With an estimated 20,000 new homes expected in the area due to Enterprise South alone, there will be a need for a variety of housing options, according to Chattanooga-Hamilton County Regional Planning Agency Executive Director John Bridger.
The RPA is working with developer Mike Price on his rezoning application for 46 townhouses on both sides of Gunbarrel Road around the 1300 block, which is now surrounded by mostly single-family neighborhoods.
"As I understand it he doesn't intend to pursue the rezoning and the western site is going to develop as single family [units]," Bridger said. "On the eastern portion he's now trying to negotiate with residents and is also working with staff on how he can make some design modifications for how he can make it work a little better."
Both tracts are currently zoned R-1 for single-family homes.
The application for the eastern 5.7-acre tract was deferred in February and will be revisited at the March 14 Planning Commission meeting. At that time Price will present a modified version that addresses RPA staff recommendations.
"Our main comment for the eastern side was there needs to be more landscaping on the street frontage," said Bridger. "If you're trying to promote more diverse housing opportunities for people, it's important so that the public and community feel ownership of that and sees those as adding value to the community, you've got to pay attention to site design. I think good design work was done on the project, there's just more that needs to be done."
Bridger noted that Price's original design met minimum requirements, but "when you're trying to integrate with an existing neighborhood you've got to go above the minimum." He pointed to a nearby apartment development's substantial use of shrubs that made it "work a lot better along the street."
The proposed density of the eastern side is 2.6 units per acre, lower than the surrounding density of 3.1 units per acre.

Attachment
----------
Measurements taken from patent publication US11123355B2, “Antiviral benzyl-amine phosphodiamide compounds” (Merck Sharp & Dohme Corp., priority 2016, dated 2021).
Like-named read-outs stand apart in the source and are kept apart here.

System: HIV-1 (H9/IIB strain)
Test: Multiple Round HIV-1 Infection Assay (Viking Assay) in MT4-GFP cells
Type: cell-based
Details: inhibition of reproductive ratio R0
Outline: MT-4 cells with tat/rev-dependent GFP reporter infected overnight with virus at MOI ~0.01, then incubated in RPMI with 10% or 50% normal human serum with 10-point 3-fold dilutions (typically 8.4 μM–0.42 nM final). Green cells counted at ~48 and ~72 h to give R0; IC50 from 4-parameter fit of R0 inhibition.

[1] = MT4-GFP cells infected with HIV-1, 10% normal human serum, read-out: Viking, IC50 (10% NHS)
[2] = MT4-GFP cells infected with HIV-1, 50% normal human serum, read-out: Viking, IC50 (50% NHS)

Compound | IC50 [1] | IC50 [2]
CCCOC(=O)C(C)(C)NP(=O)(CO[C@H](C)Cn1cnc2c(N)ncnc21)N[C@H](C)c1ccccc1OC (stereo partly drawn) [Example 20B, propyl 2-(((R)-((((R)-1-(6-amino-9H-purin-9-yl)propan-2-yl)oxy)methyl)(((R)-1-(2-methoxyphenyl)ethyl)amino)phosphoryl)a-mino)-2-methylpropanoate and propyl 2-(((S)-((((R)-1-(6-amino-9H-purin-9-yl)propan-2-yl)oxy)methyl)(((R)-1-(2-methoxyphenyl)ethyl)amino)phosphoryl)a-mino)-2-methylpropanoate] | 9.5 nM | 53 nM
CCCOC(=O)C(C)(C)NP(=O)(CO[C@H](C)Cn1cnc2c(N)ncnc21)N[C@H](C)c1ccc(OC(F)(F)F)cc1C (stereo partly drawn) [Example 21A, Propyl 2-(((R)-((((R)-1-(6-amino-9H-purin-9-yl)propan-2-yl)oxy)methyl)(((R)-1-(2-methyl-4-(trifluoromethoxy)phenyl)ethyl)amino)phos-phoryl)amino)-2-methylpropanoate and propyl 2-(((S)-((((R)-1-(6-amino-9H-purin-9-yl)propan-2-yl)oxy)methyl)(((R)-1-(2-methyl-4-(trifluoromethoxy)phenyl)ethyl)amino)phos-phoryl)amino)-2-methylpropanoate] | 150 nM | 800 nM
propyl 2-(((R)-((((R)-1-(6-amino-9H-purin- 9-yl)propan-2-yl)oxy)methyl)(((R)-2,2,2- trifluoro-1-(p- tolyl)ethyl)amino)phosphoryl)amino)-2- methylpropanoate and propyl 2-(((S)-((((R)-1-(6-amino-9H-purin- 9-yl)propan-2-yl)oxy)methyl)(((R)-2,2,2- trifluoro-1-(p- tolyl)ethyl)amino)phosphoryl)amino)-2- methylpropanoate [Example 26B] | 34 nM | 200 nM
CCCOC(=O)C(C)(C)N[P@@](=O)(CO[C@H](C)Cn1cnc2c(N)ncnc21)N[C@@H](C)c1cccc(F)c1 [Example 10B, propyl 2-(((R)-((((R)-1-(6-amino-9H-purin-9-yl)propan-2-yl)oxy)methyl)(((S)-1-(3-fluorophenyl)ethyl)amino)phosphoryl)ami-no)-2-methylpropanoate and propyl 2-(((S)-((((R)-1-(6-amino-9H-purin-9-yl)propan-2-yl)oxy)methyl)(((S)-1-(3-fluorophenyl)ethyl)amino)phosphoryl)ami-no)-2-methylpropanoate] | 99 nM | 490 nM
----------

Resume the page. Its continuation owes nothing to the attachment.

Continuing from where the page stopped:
RPA staff recommended to deny the application for the western side based on its proposed density of 5.8 units per acre. A lack of adequate buffering was also cited.
"Obviously when you do townhouses [density] is going to go up some. The question is how much," said Bridger. "The concern on the western portion was it went up too much. If they did a lot of landscaping and buffering, I think it could work. The design we looked at did not adequately address those principles."
As proposed, the heavily wooded 5.3-acre lot would have been largely cleared. The RPA recommends retaining natural features in order to help developments "fit in" with the area.
Councilman Jack Benson alluded to public concern over the impact the proposed developments would have on traffic.
"Everybody says turn it down because of traffic," he said. "You can't have growth and turn [development] down on traffic. We would never have had Hamilton Place if we turned [developments] down on traffic."
Bridger said he received a couple of calls from nearby residents just before the February meeting to introduce the original proposal.
"Those are people who were concerned about the project, but there hasn't been what I would say is an overwhelming voice of concern," he said. "I think there's been more concern since the Planning Commission [meeting]."
Bridger said he looks forward to continuing to work with the developer and the community in order to find a mutually agreeable solution.